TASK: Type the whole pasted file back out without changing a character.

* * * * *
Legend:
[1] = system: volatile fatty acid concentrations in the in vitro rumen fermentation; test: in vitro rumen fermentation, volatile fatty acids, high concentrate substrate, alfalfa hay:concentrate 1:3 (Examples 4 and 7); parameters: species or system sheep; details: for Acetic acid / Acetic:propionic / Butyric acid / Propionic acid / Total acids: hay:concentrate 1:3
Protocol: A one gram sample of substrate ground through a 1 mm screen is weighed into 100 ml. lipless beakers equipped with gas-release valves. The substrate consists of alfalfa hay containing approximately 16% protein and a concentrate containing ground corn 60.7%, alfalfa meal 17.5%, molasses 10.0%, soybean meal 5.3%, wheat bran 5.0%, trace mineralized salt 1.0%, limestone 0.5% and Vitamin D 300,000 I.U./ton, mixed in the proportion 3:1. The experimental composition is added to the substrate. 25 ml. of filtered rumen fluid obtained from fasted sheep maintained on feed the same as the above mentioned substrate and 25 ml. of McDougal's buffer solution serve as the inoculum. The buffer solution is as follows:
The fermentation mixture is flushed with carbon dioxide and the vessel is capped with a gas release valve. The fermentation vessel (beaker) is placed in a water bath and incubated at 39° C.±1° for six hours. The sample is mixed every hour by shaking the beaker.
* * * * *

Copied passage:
Legend:
[1] = system: volatile fatty acid concentrations in the in vitro rumen fermentation; test: in vitro rumen fermentation, volatile fatty acids, high concentrate substrate, alfalfa hay:concentrate 1:3 (Examples 4 and 7); parameters: species or system sheep; details: for Acetic acid / Acetic:propionic / Butyric acid / Propionic acid / Total acids: hay:concentrate 1:3
Protocol: A one gram sample of substrate ground through a 1 mm screen is weighed into 100 ml. lipless beakers equipped with gas-release valves. The substrate consists of alfalfa hay containing approximately 16% protein and a concentrate containing ground corn 60.7%, alfalfa meal 17.5%, molasses 10.0%, soybean meal 5.3%, wheat bran 5.0%, trace mineralized salt 1.0%, limestone 0.5% and Vitamin D 300,000 I.U./ton, mixed in the proportion 3:1. The experimental composition is added to the substrate. 25 ml. of filtered rumen fluid obtained from fasted sheep maintained on feed the same as the above mentioned substrate and 25 ml. of McDougal's buffer solution serve as the inoculum. The buffer solution is as follows:
The fermentation mixture is flushed with carbon dioxide and the vessel is capped with a gas release valve. The fermentation vessel (beaker) is placed in a water bath and incubated at 39° C.±1° for six hours. The sample is mixed every hour by shaking the beaker.